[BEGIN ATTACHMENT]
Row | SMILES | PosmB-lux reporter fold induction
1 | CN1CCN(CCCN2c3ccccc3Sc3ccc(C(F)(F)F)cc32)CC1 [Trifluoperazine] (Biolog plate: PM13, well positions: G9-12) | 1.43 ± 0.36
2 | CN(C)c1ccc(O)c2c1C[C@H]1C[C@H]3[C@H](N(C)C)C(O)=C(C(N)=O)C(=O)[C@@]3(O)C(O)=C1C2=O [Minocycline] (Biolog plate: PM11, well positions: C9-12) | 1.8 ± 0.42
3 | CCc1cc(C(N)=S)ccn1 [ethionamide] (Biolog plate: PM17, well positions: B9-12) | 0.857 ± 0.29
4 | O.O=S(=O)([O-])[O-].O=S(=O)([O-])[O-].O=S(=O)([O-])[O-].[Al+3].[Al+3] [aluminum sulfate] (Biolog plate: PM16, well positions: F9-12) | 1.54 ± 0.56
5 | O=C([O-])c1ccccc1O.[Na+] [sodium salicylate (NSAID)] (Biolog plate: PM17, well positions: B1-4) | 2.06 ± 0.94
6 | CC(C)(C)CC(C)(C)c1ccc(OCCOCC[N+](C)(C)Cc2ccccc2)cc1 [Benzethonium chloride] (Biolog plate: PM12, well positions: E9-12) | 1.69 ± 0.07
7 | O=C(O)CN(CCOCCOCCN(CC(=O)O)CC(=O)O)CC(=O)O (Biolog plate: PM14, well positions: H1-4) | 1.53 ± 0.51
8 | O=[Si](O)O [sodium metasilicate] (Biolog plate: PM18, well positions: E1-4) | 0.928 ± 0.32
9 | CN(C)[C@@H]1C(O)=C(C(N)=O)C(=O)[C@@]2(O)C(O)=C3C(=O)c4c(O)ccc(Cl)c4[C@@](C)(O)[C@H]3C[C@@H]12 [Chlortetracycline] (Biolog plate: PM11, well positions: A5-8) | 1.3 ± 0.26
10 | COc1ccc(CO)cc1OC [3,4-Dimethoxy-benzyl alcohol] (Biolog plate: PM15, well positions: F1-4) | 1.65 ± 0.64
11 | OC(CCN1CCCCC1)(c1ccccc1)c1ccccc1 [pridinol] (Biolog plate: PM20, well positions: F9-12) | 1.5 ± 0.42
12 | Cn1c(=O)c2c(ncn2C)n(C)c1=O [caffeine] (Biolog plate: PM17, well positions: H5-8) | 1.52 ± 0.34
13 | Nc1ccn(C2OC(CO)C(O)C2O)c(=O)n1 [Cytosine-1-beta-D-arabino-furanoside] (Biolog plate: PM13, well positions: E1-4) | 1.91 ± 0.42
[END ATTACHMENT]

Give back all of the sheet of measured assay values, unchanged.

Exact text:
Row | SMILES | PosmB-lux reporter fold induction
1 | CN1CCN(CCCN2c3ccccc3Sc3ccc(C(F)(F)F)cc32)CC1 [Trifluoperazine] (Biolog plate: PM13, well positions: G9-12) | 1.43 ± 0.36
2 | CN(C)c1ccc(O)c2c1C[C@H]1C[C@H]3[C@H](N(C)C)C(O)=C(C(N)=O)C(=O)[C@@]3(O)C(O)=C1C2=O [Minocycline] (Biolog plate: PM11, well positions: C9-12) | 1.8 ± 0.42
3 | CCc1cc(C(N)=S)ccn1 [ethionamide] (Biolog plate: PM17, well positions: B9-12) | 0.857 ± 0.29
4 | O.O=S(=O)([O-])[O-].O=S(=O)([O-])[O-].O=S(=O)([O-])[O-].[Al+3].[Al+3] [aluminum sulfate] (Biolog plate: PM16, well positions: F9-12) | 1.54 ± 0.56
5 | O=C([O-])c1ccccc1O.[Na+] [sodium salicylate (NSAID)] (Biolog plate: PM17, well positions: B1-4) | 2.06 ± 0.94
6 | CC(C)(C)CC(C)(C)c1ccc(OCCOCC[N+](C)(C)Cc2ccccc2)cc1 [Benzethonium chloride] (Biolog plate: PM12, well positions: E9-12) | 1.69 ± 0.07
7 | O=C(O)CN(CCOCCOCCN(CC(=O)O)CC(=O)O)CC(=O)O (Biolog plate: PM14, well positions: H1-4) | 1.53 ± 0.51
8 | O=[Si](O)O [sodium metasilicate] (Biolog plate: PM18, well positions: E1-4) | 0.928 ± 0.32
9 | CN(C)[C@@H]1C(O)=C(C(N)=O)C(=O)[C@@]2(O)C(O)=C3C(=O)c4c(O)ccc(Cl)c4[C@@](C)(O)[C@H]3C[C@@H]12 [Chlortetracycline] (Biolog plate: PM11, well positions: A5-8) | 1.3 ± 0.26
10 | COc1ccc(CO)cc1OC [3,4-Dimethoxy-benzyl alcohol] (Biolog plate: PM15, well positions: F1-4) | 1.65 ± 0.64
11 | OC(CCN1CCCCC1)(c1ccccc1)c1ccccc1 [pridinol] (Biolog plate: PM20, well positions: F9-12) | 1.5 ± 0.42
12 | Cn1c(=O)c2c(ncn2C)n(C)c1=O [caffeine] (Biolog plate: PM17, well positions: H5-8) | 1.52 ± 0.34
13 | Nc1ccn(C2OC(CO)C(O)C2O)c(=O)n1 [Cytosine-1-beta-D-arabino-furanoside] (Biolog plate: PM13, well positions: E1-4) | 1.91 ± 0.42